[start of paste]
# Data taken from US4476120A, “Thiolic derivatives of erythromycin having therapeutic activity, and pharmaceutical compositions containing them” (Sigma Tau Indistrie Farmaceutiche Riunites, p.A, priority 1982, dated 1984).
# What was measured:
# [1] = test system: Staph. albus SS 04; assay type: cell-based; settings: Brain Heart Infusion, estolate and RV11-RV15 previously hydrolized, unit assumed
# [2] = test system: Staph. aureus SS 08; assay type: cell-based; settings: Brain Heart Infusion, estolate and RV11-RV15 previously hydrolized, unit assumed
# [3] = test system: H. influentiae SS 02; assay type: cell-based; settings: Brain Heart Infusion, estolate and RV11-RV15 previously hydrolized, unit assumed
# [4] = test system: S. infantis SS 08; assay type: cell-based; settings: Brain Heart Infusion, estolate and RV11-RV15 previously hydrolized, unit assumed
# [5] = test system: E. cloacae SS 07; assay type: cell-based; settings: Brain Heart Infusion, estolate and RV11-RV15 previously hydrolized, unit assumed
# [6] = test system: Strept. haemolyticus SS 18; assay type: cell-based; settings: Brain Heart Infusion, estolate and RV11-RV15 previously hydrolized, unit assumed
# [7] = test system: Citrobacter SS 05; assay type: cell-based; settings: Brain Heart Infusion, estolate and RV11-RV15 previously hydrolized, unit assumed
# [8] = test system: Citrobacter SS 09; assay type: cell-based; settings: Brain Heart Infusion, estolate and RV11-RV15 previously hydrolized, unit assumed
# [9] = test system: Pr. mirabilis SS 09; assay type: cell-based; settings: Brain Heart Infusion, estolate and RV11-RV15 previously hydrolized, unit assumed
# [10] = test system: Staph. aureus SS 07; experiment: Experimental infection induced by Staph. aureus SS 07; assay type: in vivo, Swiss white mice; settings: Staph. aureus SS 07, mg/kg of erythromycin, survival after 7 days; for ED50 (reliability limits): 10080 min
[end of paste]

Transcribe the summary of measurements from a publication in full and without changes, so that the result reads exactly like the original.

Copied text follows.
# Data taken from US4476120A, “Thiolic derivatives of erythromycin having therapeutic activity, and pharmaceutical compositions containing them” (Sigma Tau Indistrie Farmaceutiche Riunites, p.A, priority 1982, dated 1984).
# What was measured:
# [1] = test system: Staph. albus SS 04; assay type: cell-based; settings: Brain Heart Infusion, estolate and RV11-RV15 previously hydrolized, unit assumed
# [2] = test system: Staph. aureus SS 08; assay type: cell-based; settings: Brain Heart Infusion, estolate and RV11-RV15 previously hydrolized, unit assumed
# [3] = test system: H. influentiae SS 02; assay type: cell-based; settings: Brain Heart Infusion, estolate and RV11-RV15 previously hydrolized, unit assumed
# [4] = test system: S. infantis SS 08; assay type: cell-based; settings: Brain Heart Infusion, estolate and RV11-RV15 previously hydrolized, unit assumed
# [5] = test system: E. cloacae SS 07; assay type: cell-based; settings: Brain Heart Infusion, estolate and RV11-RV15 previously hydrolized, unit assumed
# [6] = test system: Strept. haemolyticus SS 18; assay type: cell-based; settings: Brain Heart Infusion, estolate and RV11-RV15 previously hydrolized, unit assumed
# [7] = test system: Citrobacter SS 05; assay type: cell-based; settings: Brain Heart Infusion, estolate and RV11-RV15 previously hydrolized, unit assumed
# [8] = test system: Citrobacter SS 09; assay type: cell-based; settings: Brain Heart Infusion, estolate and RV11-RV15 previously hydrolized, unit assumed
# [9] = test system: Pr. mirabilis SS 09; assay type: cell-based; settings: Brain Heart Infusion, estolate and RV11-RV15 previously hydrolized, unit assumed
# [10] = test system: Staph. aureus SS 07; experiment: Experimental infection induced by Staph. aureus SS 07; assay type: in vivo, Swiss white mice; settings: Staph. aureus SS 07, mg/kg of erythromycin, survival after 7 days; for ED50 (reliability limits): 10080 min